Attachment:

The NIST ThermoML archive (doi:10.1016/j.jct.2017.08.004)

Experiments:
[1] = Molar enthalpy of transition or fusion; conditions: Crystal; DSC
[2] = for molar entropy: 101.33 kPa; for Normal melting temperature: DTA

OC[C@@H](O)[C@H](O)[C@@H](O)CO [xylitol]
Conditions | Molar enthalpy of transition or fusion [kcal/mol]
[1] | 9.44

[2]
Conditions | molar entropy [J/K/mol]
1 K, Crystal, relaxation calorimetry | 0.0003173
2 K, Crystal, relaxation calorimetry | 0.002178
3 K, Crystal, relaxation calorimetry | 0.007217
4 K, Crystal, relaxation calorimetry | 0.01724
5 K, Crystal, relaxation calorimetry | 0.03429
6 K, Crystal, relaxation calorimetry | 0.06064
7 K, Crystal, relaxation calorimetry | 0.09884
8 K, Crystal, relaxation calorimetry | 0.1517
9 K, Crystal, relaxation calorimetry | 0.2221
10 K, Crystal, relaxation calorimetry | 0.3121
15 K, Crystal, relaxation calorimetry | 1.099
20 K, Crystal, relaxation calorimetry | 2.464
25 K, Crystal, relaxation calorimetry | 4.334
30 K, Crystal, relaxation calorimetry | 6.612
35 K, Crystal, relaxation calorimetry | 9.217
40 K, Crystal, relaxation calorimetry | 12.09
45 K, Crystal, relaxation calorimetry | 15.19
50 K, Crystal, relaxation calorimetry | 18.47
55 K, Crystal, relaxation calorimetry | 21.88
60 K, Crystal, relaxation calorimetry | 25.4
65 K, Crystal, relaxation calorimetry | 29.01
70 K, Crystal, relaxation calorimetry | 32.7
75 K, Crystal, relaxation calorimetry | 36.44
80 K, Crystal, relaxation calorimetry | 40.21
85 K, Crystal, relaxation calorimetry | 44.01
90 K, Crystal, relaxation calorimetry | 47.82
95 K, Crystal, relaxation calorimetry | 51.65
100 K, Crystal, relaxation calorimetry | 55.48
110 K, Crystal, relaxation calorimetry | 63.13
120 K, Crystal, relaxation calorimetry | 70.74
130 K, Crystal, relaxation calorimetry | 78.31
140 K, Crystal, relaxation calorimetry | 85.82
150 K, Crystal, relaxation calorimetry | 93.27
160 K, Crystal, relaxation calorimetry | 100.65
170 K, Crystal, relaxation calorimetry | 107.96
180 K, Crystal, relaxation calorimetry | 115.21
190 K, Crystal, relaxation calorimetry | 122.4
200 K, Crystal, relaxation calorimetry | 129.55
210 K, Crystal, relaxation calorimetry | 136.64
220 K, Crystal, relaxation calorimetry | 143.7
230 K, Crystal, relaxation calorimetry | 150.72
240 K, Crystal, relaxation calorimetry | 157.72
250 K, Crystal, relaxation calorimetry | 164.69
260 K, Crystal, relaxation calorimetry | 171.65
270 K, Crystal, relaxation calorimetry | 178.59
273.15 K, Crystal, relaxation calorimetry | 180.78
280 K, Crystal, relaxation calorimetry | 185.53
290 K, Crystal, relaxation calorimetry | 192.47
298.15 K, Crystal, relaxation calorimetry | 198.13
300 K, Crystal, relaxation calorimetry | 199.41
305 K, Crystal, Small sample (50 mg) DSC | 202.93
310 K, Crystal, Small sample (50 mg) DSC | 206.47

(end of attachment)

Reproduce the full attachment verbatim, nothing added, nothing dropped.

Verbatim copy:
The NIST ThermoML archive (doi:10.1016/j.jct.2017.08.004)

Experiments:
[1] = Molar enthalpy of transition or fusion; conditions: Crystal; DSC
[2] = for molar entropy: 101.33 kPa; for Normal melting temperature: DTA

OC[C@@H](O)[C@H](O)[C@@H](O)CO [xylitol]
Conditions | Molar enthalpy of transition or fusion [kcal/mol]
[1] | 9.44

[2]
Conditions | molar entropy [J/K/mol]
1 K, Crystal, relaxation calorimetry | 0.0003173
2 K, Crystal, relaxation calorimetry | 0.002178
3 K, Crystal, relaxation calorimetry | 0.007217
4 K, Crystal, relaxation calorimetry | 0.01724
5 K, Crystal, relaxation calorimetry | 0.03429
6 K, Crystal, relaxation calorimetry | 0.06064
7 K, Crystal, relaxation calorimetry | 0.09884
8 K, Crystal, relaxation calorimetry | 0.1517
9 K, Crystal, relaxation calorimetry | 0.2221
10 K, Crystal, relaxation calorimetry | 0.3121
15 K, Crystal, relaxation calorimetry | 1.099
20 K, Crystal, relaxation calorimetry | 2.464
25 K, Crystal, relaxation calorimetry | 4.334
30 K, Crystal, relaxation calorimetry | 6.612
35 K, Crystal, relaxation calorimetry | 9.217
40 K, Crystal, relaxation calorimetry | 12.09
45 K, Crystal, relaxation calorimetry | 15.19
50 K, Crystal, relaxation calorimetry | 18.47
55 K, Crystal, relaxation calorimetry | 21.88
60 K, Crystal, relaxation calorimetry | 25.4
65 K, Crystal, relaxation calorimetry | 29.01
70 K, Crystal, relaxation calorimetry | 32.7
75 K, Crystal, relaxation calorimetry | 36.44
80 K, Crystal, relaxation calorimetry | 40.21
85 K, Crystal, relaxation calorimetry | 44.01
90 K, Crystal, relaxation calorimetry | 47.82
95 K, Crystal, relaxation calorimetry | 51.65
100 K, Crystal, relaxation calorimetry | 55.48
110 K, Crystal, relaxation calorimetry | 63.13
120 K, Crystal, relaxation calorimetry | 70.74
130 K, Crystal, relaxation calorimetry | 78.31
140 K, Crystal, relaxation calorimetry | 85.82
150 K, Crystal, relaxation calorimetry | 93.27
160 K, Crystal, relaxation calorimetry | 100.65
170 K, Crystal, relaxation calorimetry | 107.96
180 K, Crystal, relaxation calorimetry | 115.21
190 K, Crystal, relaxation calorimetry | 122.4
200 K, Crystal, relaxation calorimetry | 129.55
210 K, Crystal, relaxation calorimetry | 136.64
220 K, Crystal, relaxation calorimetry | 143.7
230 K, Crystal, relaxation calorimetry | 150.72
240 K, Crystal, relaxation calorimetry | 157.72
250 K, Crystal, relaxation calorimetry | 164.69
260 K, Crystal, relaxation calorimetry | 171.65
270 K, Crystal, relaxation calorimetry | 178.59
273.15 K, Crystal, relaxation calorimetry | 180.78
280 K, Crystal, relaxation calorimetry | 185.53
290 K, Crystal, relaxation calorimetry | 192.47
298.15 K, Crystal, relaxation calorimetry | 198.13
300 K, Crystal, relaxation calorimetry | 199.41
305 K, Crystal, Small sample (50 mg) DSC | 202.93
310 K, Crystal, Small sample (50 mg) DSC | 206.47